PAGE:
The sights of the river provided pleasurable distractions, too: ‘Illuminations of Budapest’ is an atmospheric sail-by that takes in the city’s great landmarks, including Buda Castle and the famous Chain Bridge, brilliantly lit against the night sky.

As the name implies, a cruise on AmaCerto is certain to be a memorable experience.

Your Cruise Journey

Budapest: The Hungarian capital offers an unrivalled combination of culture and tradition. Passengers can begin their city tour with a visit to the Great Market Hall before exploring both the Buda (hilly) and Pest (flat) sides of the river. Other attractions are Heroes’ Square and Castle Hill, home to the Fisherman’s Bastion and Matthias Church.

Bratislava: Having witnessed the crowning of 11 monarchs between 1536 and 1830, the capital of Slovakia has certainly earned its title of the Coronation City. Those looking for an active excursion can hike up to Bratislava Castle, which offers magnificent views of the city.

Vienna: The City of Waltzes is home to a wealth of sightseeing gems, including the majestic Opera House, the former Imperial Palace
of the Habsburgs and the Gothic St Stephen’s Cathedral.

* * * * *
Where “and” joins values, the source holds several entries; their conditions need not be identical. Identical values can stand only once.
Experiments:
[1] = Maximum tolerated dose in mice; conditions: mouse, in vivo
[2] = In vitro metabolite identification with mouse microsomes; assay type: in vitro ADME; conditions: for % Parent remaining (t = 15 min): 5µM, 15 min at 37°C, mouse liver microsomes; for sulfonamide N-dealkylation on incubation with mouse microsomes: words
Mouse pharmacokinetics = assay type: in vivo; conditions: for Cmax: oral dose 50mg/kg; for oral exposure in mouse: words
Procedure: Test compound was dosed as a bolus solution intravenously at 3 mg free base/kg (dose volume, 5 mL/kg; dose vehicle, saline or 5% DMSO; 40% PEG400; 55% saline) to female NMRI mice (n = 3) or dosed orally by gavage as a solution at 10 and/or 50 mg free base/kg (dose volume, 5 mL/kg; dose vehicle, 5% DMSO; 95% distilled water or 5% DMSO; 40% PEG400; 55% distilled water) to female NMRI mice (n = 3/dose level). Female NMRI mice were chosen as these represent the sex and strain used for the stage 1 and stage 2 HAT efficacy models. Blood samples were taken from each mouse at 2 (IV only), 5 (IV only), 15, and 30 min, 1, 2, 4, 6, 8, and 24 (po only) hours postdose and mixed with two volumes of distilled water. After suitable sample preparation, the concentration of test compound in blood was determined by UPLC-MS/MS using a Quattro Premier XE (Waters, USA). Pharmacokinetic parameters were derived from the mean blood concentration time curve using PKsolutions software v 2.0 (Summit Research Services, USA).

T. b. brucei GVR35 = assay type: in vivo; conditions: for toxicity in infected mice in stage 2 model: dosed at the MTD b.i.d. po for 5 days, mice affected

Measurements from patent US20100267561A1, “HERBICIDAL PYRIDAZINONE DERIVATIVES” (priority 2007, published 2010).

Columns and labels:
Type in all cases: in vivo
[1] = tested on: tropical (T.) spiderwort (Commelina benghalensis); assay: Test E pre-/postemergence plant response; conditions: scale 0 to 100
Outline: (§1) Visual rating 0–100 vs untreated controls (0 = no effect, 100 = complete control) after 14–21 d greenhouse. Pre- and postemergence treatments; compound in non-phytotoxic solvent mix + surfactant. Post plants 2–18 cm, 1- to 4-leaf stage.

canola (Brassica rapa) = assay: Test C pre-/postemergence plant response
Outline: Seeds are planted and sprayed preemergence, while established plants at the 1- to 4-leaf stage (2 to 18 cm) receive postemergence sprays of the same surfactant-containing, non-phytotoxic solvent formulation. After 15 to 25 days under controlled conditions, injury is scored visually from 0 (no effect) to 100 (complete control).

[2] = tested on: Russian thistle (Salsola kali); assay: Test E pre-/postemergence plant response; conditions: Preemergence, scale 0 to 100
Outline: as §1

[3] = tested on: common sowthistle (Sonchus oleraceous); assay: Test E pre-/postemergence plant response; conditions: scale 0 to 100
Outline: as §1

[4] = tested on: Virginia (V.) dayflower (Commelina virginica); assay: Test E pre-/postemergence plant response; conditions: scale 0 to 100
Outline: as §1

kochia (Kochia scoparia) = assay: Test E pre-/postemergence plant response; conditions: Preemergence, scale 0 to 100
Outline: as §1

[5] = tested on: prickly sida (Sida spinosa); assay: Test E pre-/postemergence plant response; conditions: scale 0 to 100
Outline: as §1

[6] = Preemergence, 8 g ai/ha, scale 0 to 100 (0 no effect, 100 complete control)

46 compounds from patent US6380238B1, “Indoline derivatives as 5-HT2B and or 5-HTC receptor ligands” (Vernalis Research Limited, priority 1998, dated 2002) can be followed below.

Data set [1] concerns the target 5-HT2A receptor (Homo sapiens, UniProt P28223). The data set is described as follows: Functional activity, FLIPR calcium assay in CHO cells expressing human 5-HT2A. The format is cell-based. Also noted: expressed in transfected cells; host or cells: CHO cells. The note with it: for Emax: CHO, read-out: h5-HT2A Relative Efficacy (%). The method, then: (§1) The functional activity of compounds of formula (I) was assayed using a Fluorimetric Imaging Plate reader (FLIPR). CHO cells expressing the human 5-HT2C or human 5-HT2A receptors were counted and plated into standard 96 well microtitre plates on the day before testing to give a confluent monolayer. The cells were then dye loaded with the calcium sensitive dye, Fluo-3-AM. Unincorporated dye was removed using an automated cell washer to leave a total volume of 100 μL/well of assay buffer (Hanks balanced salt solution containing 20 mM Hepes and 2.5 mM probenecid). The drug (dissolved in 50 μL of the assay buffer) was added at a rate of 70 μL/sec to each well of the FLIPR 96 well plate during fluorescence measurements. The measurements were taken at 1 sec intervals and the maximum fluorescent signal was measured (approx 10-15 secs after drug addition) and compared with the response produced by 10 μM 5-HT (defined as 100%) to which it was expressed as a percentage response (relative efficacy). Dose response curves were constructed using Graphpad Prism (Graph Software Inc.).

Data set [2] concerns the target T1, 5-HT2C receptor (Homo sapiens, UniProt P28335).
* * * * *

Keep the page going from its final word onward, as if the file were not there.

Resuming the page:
Weissenkirchen – Grein: There are a number of onshore options available here: a walking tour of Weissenkirchen can be followed by an abbey visit; guests can enjoy a wine- tasting session in Dürnstein, or hike up to the fortress that once held Richard the Lionheart. Later in the day, the ship sails through the Strudengau Valley to medieval Grein and the 500-year-old Greinburg Castle.

Linz: Historic Salzburg, birthplace of Mozart, is the main draw here, or passengers can opt for a scenic drive through the Austrian Lake District with a stop in picturesque St Wolfgang.

Passau-Vilshofen: Make time in Passau to discover the Baroque masterpiece that is St Stephen’s Cathedral. Guests looking for a more energetic option can take a guided bike tour along the Danube, or hike up to the Veste Oberhaus fortress.

Get on Board

7-night ‘Melodies of the Danube’ cruise from Budapest to Vilshofen via Bratislava, Vienna, Weissenkirchen, Linz and Passau, departures from April to December, cruise-only prices from £1,740 including all meals, drinks with meals, a wide choice of excursions and unlimited wi-fi. Free flights are available for bookings made by 30 June 2019. For more details, see